More On: st. john’s red storm St. John’s suffers painful loss to Marquette St. John’s defense comes up big New York’s all-time best trades may soon have a new member This St. John’s loss is concerning
Posh Alexander dismissed the pain in his hip and tailbone as minor.
“Nothing new to me,” the freshman said.
His absence from practice Sunday told a different story. So did the expressions on his face after one of his many hard falls on Monday afternoon.
“For him to come out and have that kind of performance, it says a lot about him,” coach Mike Anderson said.
Without Alexander, St. John’s wouldn’t be celebrating its best win of the season. It wouldn’t have had a chance to stun No. 23 Connecticut, 74-70, at Gampel Pavilion in Storrs, Conn., beating the Huskies in the old rivals’ first game against each other in eight years.
Alexander, the pit bull of a point guard from Brooklyn, was brilliant in rallying St. John’s from a 14-point, first-half deficit. He sank a career-high three 3-pointers and keyed a late surge with seven points in a 15-6 run as St. John’s (8-7, 3-6) won on the road for the first time this season and beat UConn (7-2, 4-2) on the road for the first time in 21 years.
“Posh Alexander just absolutely destroyed us off the dribble,” Huskies coach Dan Hurley said of the lead guard, who had 18 points, six assists, four rebounds and three steals.
After failing to close out Marquette on Saturday, the Red Storm finished the job this time. Rasheem Dunn hit two free throws to give them the lead for good with 3:33 left. Julian Champagnie (12 points, six rebounds), shaking off a poor performance most of the day, hit a driving layup and sank two big free throws with 5.5 seconds left to ice it. On the previous possession, UConn wing Tyrese Martin missed two free throws with a chance to give the Huskies the lead.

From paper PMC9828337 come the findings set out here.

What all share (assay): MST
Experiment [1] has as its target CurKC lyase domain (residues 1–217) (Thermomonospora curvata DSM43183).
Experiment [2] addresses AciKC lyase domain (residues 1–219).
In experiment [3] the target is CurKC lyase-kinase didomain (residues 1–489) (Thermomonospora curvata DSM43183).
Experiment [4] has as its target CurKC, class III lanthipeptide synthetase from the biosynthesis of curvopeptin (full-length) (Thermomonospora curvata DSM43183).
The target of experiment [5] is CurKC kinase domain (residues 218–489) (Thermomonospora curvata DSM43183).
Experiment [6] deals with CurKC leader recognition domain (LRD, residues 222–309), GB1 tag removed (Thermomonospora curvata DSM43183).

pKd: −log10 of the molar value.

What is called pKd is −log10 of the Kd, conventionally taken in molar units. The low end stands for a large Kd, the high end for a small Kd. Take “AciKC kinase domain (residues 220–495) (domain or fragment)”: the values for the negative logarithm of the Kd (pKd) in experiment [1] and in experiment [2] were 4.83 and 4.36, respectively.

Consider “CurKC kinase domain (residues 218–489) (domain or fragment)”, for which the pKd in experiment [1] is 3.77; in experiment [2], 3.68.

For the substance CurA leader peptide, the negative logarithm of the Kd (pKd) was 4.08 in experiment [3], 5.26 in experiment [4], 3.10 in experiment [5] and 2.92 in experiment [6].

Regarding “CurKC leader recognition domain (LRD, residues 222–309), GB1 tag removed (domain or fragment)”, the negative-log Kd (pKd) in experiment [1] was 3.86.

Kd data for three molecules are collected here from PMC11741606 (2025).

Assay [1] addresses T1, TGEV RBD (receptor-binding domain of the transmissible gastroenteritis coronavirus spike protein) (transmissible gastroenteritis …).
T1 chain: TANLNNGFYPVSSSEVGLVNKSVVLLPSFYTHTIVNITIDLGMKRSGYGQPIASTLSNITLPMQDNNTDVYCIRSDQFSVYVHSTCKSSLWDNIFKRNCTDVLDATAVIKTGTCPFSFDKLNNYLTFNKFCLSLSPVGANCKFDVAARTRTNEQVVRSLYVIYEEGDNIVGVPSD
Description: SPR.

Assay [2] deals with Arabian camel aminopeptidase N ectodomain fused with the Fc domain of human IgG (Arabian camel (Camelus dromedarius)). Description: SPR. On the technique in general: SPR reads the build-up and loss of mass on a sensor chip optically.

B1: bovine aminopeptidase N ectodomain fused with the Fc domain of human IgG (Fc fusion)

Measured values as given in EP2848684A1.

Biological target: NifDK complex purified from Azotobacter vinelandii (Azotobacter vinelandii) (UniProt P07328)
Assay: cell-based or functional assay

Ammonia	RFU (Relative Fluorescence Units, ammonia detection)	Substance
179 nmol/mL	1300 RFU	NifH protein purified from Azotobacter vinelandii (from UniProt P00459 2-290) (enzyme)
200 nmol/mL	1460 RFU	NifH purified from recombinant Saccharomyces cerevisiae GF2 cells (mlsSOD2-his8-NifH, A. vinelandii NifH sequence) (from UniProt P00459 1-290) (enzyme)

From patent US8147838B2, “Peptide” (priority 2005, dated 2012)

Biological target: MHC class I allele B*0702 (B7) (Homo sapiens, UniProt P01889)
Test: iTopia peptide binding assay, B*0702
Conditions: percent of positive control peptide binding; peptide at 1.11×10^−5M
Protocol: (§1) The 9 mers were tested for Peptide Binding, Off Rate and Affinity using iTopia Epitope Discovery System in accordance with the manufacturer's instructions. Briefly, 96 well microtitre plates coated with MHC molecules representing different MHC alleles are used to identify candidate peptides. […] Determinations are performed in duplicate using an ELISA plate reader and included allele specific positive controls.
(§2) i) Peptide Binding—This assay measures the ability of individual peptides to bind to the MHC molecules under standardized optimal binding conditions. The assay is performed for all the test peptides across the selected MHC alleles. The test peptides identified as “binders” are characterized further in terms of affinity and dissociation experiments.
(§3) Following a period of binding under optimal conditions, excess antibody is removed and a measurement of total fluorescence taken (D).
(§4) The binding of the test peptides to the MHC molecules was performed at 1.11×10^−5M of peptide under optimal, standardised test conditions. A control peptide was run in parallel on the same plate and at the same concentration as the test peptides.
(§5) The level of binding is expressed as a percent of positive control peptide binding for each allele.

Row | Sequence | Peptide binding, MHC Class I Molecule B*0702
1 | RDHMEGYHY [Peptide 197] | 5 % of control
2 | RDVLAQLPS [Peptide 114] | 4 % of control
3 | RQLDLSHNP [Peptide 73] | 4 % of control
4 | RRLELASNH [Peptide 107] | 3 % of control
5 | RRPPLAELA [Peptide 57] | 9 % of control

At the final horn, St. John’s players celebrated as they ran off the floor into the locker room, the seven-point underdogs ecstatic following the win.
“We were just excited because it was the first time we have beaten a ranked team,” Alexander said. “But personally, I feel like we can beat any team.”
Early on, St. John’s looked to be in danger of getting blown out. It was down 21-7 less than eight minutes, and UConn was on fire from beyond the arc, hitting five of its first seven 3-point attempts. Champagnie was ice-cold, and Greg Williams Jr.’s back would limit him to six minutes.
But the Johnnies pulled themselves off the mat, getting to within three by halftime. Reserves Marcellus Earlington and Dylan Addae-Wusu were a big part of the comeback. Addae-Wusu scored 10 first-half points, and Earlington finished with 15, providing production reminiscent of his strong close to last year.
“I thought we saw their physicality in this game here, and I thought that has been lacking with our basketball team,” Anderson said. “Sometimes, you need a couple guys to be rough and tough and be physical, and we saw that.”
It was a much-needed victory for a team that is starting to play better. It has won two of its last three games, and the one loss — Saturday against Marquette — was very winnable. Now, it gets a nine-day break before facing DePaul, which has yet to win a league game this season.
“This team continues to evolve,” Anderson said. “I think we’re formulating our identity.”
Williams, St. John’s second-leading scorer, had been battling lower-back issues and just didn’t feel like he could help after playing six early minutes, Anderson said. The junior guard dealt with back problems last year as well.